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Dev Biol Stand. 1997;89:3-13.

Pertussis: a worldwide problem.

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Global Programme for Vaccines and Immunization, World Health Organization, Geneva, Switzerland.


Pertussis is a serious disease for children in all countries, but it is more severe in the developing world. Disease incidence, complication rates and case fatality rates are highest in infants: unimmunized and incompletely immunized young children are also at risk in adults, pertussis is usually mild or asymptomatic, but older individuals may serve as reservoirs for transmission. Some 70 million cases of pertussis were prevented in 1994 due to immunization with the current whole cell vaccine. WHO emphasizes the importance of early completion of the primary series of vaccinations, with three doses of diphtheria-tetanus-pertussis (DTP) vaccine one month apart starting at six weeks of age. For the past five years, nearly 80% of infants worldwide have received three DTP doses by their first birthday. Despite this, an estimated 40 million cases of pertussis occurred in 1994, indicating the need to increase coverage. The challenge is to reach 90% coverage of infants in all countries by the year 2000 but this will require further efforts to improve immunization programmes.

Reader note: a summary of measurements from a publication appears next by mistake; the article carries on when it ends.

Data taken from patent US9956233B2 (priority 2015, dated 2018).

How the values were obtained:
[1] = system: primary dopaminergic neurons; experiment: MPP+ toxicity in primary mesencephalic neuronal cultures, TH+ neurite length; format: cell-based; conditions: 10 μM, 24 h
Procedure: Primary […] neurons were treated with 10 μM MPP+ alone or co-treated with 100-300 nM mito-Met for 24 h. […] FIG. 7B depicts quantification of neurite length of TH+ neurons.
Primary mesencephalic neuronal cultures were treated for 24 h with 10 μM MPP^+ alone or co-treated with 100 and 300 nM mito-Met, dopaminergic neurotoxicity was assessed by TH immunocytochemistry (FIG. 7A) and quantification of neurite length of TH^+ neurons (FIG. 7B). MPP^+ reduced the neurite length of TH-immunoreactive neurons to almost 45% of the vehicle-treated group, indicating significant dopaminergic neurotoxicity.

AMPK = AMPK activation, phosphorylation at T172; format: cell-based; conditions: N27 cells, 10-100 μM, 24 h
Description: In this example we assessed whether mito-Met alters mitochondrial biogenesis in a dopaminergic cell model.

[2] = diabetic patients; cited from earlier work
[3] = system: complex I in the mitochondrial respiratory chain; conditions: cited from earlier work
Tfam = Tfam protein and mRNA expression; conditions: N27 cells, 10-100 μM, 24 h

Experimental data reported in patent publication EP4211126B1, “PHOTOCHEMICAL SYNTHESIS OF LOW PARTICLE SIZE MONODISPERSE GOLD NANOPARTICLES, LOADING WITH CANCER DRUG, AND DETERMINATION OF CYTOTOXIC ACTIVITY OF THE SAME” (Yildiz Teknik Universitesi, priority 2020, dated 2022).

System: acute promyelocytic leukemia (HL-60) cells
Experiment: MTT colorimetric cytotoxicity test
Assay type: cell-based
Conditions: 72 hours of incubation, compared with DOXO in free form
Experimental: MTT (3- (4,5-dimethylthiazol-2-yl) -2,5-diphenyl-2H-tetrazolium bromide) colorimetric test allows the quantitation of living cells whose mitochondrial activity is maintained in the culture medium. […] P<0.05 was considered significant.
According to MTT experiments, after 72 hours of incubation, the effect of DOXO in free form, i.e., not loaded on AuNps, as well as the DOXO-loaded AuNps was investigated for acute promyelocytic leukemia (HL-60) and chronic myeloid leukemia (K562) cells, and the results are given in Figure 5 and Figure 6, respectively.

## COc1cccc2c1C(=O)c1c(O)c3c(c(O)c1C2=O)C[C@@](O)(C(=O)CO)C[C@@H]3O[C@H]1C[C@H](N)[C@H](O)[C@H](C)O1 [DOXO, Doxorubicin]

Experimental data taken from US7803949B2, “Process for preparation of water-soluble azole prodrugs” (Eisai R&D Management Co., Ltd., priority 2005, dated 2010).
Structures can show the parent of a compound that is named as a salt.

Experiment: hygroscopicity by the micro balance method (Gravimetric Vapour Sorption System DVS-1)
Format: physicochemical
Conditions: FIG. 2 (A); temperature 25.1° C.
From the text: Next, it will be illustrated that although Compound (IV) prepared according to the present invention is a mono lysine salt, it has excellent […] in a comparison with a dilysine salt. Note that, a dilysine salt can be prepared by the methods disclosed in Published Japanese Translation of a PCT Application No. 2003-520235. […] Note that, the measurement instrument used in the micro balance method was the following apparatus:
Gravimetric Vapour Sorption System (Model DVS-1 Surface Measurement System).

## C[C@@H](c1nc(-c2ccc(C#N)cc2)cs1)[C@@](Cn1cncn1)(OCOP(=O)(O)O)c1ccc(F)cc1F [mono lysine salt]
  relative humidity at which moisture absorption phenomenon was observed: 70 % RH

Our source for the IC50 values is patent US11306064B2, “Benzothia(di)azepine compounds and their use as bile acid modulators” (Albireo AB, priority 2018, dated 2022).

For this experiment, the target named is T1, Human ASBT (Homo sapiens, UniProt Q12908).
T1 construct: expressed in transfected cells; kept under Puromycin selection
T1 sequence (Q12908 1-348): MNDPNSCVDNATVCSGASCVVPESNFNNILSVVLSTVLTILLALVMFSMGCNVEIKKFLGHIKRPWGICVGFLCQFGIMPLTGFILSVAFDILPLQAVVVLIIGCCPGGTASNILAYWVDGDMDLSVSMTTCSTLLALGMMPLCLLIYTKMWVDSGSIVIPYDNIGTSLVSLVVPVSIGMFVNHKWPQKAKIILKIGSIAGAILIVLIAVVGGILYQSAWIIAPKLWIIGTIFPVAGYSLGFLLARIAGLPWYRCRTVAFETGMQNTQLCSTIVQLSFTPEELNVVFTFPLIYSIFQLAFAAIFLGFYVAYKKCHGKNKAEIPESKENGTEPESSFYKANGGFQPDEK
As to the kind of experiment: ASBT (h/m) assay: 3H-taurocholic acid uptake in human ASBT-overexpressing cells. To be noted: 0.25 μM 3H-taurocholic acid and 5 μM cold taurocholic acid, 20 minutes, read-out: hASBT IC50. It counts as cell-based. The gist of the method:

[Indexed for MEDLINE]

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